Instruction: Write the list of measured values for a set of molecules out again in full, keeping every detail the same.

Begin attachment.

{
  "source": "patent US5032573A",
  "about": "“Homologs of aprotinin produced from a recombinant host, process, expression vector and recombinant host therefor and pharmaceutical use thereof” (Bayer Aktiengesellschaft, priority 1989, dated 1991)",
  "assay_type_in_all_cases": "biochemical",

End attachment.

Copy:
{
  "source": "patent US5032573A",
  "about": "“Homologs of aprotinin produced from a recombinant host, process, expression vector and recombinant host therefor and pharmaceutical use thereof” (Bayer Aktiengesellschaft, priority 1989, dated 1991)",
  "assay_type_in_all_cases": "biochemical",